New cards

circulatory system

transports gases (and nutrients, hormones, heat, waste, and immune cells) around the body.

New cards

Which of the phyla, have circulatory systems with a heart?

  1. Porifera

  2. Cnidaria

  3. Echinodermata

  4. Mollusca

  5. Arthropoda

  6. Chordata


New cards

open circulatory system

  • Hemolymph (blood-like liquid) is not fully contained in blood vessels.

  • Hemolymph mixes in body cavity.

  • Limited control of where hemolymph goes.

  • Simple hearts do some (very little) pumping.

  • Doesn’t require much energy.

  • Arthropods and most mollusks

New cards

closed circulatory system

  • Hearts pumps blood through connected vessels.

  • Unidirectional (one direction) movement of blood.

  • Higher rate of O2 delivery to active muscles.

  • Energetically expensive.

New cards

Most mollusks have an open circulatory system, but one group of mollusks have a closed circulatory system. Which mollusk has a closed circulatory system?


New cards

components of the circulatory system

  • Blood vessels: arteries, capillaries and veins that deliver blood to all tissues

  • Blood or hemolymph: liquid and cells

  • Heart: a muscular pump to move the blood

New cards


  • Carry blood from the heart to the body

  • Oxygenated blood (except for the pulmonary artery which carries blood from the heart to the lungs).

  • Thick walls and narrow lumens – to carry blood at high pressure. *lumen—the hollow inside of the blood vessel.

New cards


  • Carry blood back to the heart

  • Deoxygenated blood (except for the pulmonary vein which carries blood from the lungs to the heart).

  • Thin walls and wide lumens – to carry blood at low pressure.

  • Valves – to prevent backflow

New cards


  • Deliver blood to tissue / cells

  • Small

  • Walls are only a single cell thick to facilitate diffusion.

New cards

true or false- Veins are blue because blood in veins is deoxygenated and deoxygenated blood is blue.

false, veins are blue because they are closer to the surface of the skin and reflect black/blue light

New cards

List the following terms next to either the artery or vein: a) towards the heart

b) muscular, elastic vessels

c) valves

d) away from the heart

e) low pressure

f) high pressure

artery- b,d,f

vein- a,c,e

New cards

Blood clots can form when blood doesn't flow properly. If blood pools in blood vessels, platelets are more likely to stick together. Research from the WHO (World Health Organization) showed that travelers who take long flights — more than four hours in length — face a two- to three-fold increase in the risk of developing a blood clot. These blood clots form deep inside the legs, so they're called "deep vein thromboses“ or DVTs. This can cause a pulmonary embolism if part of the blood clot breaks off and travels to the lungs causing a blockage.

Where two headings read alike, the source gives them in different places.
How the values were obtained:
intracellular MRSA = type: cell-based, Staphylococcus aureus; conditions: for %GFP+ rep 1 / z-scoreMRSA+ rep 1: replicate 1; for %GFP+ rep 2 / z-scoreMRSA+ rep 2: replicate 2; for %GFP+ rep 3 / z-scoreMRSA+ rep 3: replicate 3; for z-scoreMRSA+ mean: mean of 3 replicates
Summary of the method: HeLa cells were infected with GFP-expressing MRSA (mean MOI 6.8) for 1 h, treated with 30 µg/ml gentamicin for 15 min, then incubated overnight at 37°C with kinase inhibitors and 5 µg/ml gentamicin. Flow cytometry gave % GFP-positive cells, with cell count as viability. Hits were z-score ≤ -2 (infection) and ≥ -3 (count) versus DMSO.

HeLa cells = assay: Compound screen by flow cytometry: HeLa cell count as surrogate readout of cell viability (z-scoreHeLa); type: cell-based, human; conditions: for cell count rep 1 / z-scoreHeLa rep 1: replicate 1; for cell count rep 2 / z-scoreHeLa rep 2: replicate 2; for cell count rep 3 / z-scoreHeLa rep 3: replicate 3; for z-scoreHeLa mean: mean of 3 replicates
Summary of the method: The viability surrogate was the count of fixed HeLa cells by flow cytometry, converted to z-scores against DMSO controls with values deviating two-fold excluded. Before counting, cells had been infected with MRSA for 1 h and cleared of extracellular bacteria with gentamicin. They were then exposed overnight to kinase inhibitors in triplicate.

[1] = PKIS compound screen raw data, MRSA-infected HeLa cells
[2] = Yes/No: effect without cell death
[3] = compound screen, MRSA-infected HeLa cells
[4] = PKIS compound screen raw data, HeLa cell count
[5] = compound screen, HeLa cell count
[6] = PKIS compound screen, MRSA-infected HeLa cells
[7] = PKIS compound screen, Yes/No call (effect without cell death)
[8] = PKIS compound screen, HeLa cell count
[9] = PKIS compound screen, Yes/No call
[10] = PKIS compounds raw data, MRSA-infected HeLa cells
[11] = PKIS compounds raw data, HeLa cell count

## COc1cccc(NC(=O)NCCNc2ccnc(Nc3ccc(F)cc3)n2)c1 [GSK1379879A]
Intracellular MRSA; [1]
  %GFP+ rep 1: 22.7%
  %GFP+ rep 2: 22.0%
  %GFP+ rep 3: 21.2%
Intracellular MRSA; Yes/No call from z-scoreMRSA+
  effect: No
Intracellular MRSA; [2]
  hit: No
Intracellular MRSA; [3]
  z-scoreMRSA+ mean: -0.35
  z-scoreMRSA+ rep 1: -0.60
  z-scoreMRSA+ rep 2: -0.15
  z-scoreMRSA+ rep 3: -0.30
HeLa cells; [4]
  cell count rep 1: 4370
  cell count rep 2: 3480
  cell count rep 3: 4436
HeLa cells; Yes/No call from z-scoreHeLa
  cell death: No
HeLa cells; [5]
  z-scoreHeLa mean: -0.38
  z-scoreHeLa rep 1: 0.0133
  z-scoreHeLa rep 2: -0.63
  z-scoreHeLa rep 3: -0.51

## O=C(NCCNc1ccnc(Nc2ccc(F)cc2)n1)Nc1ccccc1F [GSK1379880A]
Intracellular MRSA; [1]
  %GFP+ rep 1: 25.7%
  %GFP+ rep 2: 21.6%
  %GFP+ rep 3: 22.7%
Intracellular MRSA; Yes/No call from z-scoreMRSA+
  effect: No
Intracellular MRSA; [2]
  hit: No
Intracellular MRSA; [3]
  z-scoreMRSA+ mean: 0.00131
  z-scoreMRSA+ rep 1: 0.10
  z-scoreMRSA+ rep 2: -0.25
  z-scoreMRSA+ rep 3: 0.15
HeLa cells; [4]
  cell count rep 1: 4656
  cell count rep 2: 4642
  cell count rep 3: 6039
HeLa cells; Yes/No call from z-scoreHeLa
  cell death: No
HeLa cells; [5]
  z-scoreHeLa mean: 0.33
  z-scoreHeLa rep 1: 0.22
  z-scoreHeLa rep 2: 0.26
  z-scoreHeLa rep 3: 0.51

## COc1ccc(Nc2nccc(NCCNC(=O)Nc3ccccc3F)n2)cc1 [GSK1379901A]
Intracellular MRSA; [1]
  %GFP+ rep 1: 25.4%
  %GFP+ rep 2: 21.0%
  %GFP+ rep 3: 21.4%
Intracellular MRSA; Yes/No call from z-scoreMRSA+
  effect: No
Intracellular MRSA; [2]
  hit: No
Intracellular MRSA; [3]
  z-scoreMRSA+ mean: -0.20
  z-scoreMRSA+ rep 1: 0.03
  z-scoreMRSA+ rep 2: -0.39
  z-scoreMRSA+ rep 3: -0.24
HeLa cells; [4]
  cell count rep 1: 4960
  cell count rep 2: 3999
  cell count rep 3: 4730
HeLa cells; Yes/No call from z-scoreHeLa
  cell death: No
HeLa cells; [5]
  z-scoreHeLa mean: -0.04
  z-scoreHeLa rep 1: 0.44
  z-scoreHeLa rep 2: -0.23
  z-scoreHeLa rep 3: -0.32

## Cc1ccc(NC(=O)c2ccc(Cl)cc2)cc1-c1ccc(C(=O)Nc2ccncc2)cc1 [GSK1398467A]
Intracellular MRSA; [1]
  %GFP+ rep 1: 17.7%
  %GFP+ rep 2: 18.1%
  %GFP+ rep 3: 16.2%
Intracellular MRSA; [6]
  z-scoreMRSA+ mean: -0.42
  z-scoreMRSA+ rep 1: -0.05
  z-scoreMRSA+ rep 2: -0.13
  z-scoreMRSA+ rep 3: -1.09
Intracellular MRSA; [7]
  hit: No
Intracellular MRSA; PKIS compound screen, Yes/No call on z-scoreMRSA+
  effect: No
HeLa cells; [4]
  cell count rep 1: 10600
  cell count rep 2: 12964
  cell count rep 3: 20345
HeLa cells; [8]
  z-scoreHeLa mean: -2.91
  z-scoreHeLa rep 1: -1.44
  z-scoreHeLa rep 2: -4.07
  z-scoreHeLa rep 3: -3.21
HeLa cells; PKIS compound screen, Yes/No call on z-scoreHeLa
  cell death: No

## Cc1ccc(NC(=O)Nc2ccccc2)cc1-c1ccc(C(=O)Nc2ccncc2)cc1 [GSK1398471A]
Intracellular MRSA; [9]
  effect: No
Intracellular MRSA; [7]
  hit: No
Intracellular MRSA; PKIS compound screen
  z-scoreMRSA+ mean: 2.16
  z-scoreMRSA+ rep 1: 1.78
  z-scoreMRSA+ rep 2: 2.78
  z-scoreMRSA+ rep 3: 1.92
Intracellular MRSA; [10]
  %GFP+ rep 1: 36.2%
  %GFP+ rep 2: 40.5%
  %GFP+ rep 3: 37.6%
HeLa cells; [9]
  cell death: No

Why are DVT’s more likely on long flights than on short flights?

Because travelers are immobile for long periods of time, so blood pools in their veins.

New cards

what can decrease your risk of developing DVTs on long flights?

Get up, move around, and stretch your legs regularly.

New cards

components of human blood

Plasma - the liquid part of the blood (can also contain antibodies)

• White blood cells – immune system

• Red blood cells – carry oxygen

• Platelets - tiny cells that form clots to stop bleeding

New cards


  • form blood clots

  • When an injury causes a blood vessel to break, platelets are activated.

  • They change shape, stick to the broken vessel wall and each other, and begin to plug the break.

  • The blood clot prevents further bleeding

New cards

red blood cells

• Carry oxygen – using hemoglobin (vertebrates) Hemoglobin is the oxygen carrying molecule inhuman (and most vertebrate) red blood cells

• Binds reversibly

• Up to 4 O2 molecules per hemoglobin

• Contains iron

New cards

The relatively clear liquid that carries the blood cells is called:


New cards

Explore top notes

note Note
studied byStudied by 160 people
Updated ... ago
5.0 Stars(1)
note Note
studied byStudied by 11 people
Updated ... ago
5.0 Stars(1)
note Note
studied byStudied by 15 people
Updated ... ago
5.0 Stars(3)
note Note
studied byStudied by 126 people
Updated ... ago
4.0 Stars(1)
note Note
studied byStudied by 13 people
Updated ... ago
5.0 Stars(1)
note Note
studied byStudied by 36 people
Updated ... ago
5.0 Stars(1)
note Note
studied byStudied by 76 people
Updated ... ago
5.0 Stars(5)
note Note
studied byStudied by 181234 people
Updated ... ago
4.8 Stars(731)

Explore top flashcards

flashcards Flashcard37 terms
studied byStudied by 70 people
Updated ... ago
5.0 Stars(7)
flashcards Flashcard177 terms
studied byStudied by 77 people
Updated ... ago
5.0 Stars(1)
flashcards Flashcard81 terms
studied byStudied by 5 people
Updated ... ago
5.0 Stars(1)
flashcards Flashcard30 terms
studied byStudied by 142 people
Updated ... ago
5.0 Stars(2)
flashcards Flashcard85 terms
studied byStudied by 15 people
Updated ... ago
5.0 Stars(1)
flashcards Flashcard203 terms
studied byStudied by 2 people
Updated ... ago
5.0 Stars(1)
flashcards Flashcard30 terms
studied byStudied by 137 people
Updated ... ago
3.8 Stars(5)
flashcards Flashcard78 terms
studied byStudied by 31 people
Updated ... ago
5.0 Stars(2)